Sunday, January 11, 2009

Cold in Hand

For ten years, fans of John Harvey’s Charlie Resnick novels were offered a new book at a regular once-a-year pace. Then in 1998 Harvey announced, much to the dismay of that fan base, that he was done with Resnick for good. At the time, Harvey offered no hope that he would ever resume the series but in 2008 he surprised Charlie’s loyal fans with his eleventh Resnick book, Cold in Hand.

Charlie Resnick, some ten years older now, has his thirty years in with the Nottingham police and, on his bad days, the possibility of retirement often crosses his mind. Charlie is still pretty much the man he was ten years earlier, an intensely introspective guy who lives with his cats and surrounds himself with classic jazz recordings, a cynical man seldom surprised by anything that life throws at him. Charlie, however, does admit that his romantic relationship with Detective Inspector Lynn Kellogg, the much younger woman now living with him, did surprise him. When he thinks too long about it, it still does.

When DI Kellogg tries to stop two teenage girls from fighting, a young man with a gun suddenly comes at her and the girl she is pulling away from the fight. Shots are fired, the young girl is shot dead, and Kellogg - still wearing the bullet proof vest she needed on an earlier incident - is wounded. Resnick is given a prime role in the investigation and finds himself dealing with a man who claims that Lynn Kellogg saved her own life by using his daughter as a human shield, something for which, the man loudly proclaims to one and all, she will pay dearly.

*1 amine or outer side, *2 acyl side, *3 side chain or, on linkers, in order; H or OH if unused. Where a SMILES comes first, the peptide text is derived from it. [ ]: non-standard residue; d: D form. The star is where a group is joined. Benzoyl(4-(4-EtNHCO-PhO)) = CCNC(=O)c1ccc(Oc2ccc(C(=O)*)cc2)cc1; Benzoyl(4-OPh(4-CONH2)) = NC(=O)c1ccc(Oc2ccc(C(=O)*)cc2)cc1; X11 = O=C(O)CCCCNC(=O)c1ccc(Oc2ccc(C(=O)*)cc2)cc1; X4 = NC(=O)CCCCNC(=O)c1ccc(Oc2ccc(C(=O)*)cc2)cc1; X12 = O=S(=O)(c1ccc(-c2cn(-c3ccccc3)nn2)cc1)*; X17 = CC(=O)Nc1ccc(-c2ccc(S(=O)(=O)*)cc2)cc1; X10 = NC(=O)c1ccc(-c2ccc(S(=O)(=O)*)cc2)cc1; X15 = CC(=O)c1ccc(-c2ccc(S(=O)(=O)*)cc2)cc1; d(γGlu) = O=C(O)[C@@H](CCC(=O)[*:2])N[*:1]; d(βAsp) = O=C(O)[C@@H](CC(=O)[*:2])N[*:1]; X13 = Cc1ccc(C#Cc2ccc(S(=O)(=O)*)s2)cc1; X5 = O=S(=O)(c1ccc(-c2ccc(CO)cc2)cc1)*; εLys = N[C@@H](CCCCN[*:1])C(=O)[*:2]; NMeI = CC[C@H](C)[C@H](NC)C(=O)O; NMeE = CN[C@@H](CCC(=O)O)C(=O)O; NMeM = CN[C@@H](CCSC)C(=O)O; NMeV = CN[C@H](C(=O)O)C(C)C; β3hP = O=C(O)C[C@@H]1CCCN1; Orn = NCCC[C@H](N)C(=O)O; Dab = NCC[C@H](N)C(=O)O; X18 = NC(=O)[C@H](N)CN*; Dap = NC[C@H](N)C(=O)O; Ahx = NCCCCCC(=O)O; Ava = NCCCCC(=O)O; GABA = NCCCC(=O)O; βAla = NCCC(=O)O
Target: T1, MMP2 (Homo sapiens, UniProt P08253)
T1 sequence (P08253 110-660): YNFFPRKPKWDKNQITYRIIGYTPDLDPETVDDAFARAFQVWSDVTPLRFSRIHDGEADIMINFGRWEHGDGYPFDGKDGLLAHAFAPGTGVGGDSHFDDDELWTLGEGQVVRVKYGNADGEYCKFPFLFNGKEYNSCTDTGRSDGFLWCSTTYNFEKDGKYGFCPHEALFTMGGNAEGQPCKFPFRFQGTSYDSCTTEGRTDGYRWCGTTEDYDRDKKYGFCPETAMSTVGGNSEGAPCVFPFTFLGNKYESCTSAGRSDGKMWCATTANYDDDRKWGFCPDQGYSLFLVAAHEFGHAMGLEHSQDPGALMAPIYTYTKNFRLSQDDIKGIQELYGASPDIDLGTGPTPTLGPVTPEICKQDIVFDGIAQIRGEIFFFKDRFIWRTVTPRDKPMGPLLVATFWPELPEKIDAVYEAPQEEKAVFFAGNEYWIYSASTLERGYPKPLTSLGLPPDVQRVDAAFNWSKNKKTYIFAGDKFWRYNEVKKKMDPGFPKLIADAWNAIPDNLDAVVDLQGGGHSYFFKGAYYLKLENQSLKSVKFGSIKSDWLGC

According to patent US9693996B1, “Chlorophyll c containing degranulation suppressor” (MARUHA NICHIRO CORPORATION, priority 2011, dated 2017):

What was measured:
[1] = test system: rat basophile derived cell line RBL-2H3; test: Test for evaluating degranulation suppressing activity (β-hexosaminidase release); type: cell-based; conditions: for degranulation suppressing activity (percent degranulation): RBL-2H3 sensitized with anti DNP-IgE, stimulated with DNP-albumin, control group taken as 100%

Kellogg herself, when she returns to the job, is charged with solving the murder of an Eastern Europe prostitute brought into the country specifically for the sex trade. Her investigation places her into an uncomfortable conflict with one being conducted by the Serious and Organized Crime Agency and endangers the lives of her only witnesses. As the action moves between London and Nottingham, Kellogg begins to suspect that the SOCA investigator heading up that case might not be the man he pretends to be.

John Harvey writes a brilliant police procedural and Cold in Hand is no exception but, as usual, depth of characterization is the most impressive aspect of Harvey’s writing. Charlie Resnick, especially for long time followers of the series, is a fully fleshed man with all the aches and pains, both mental and physical, that come with the years. He is a thoroughly decent man who deserves someone exactly like Lynn Kellogg in his life, a woman who sees deeply into Charlie’s soul, past his rumpled appearance and physical limitations, to the goodness there. The book, too, is filled with believable secondary characters, on both sides of the law, that move the story along to its fateful ending. Despite the tough time that Charlie has in Cold in Hand, his fans will enjoy catching up with him - and will hope to see him again in a few months.

Rated at: 5.0

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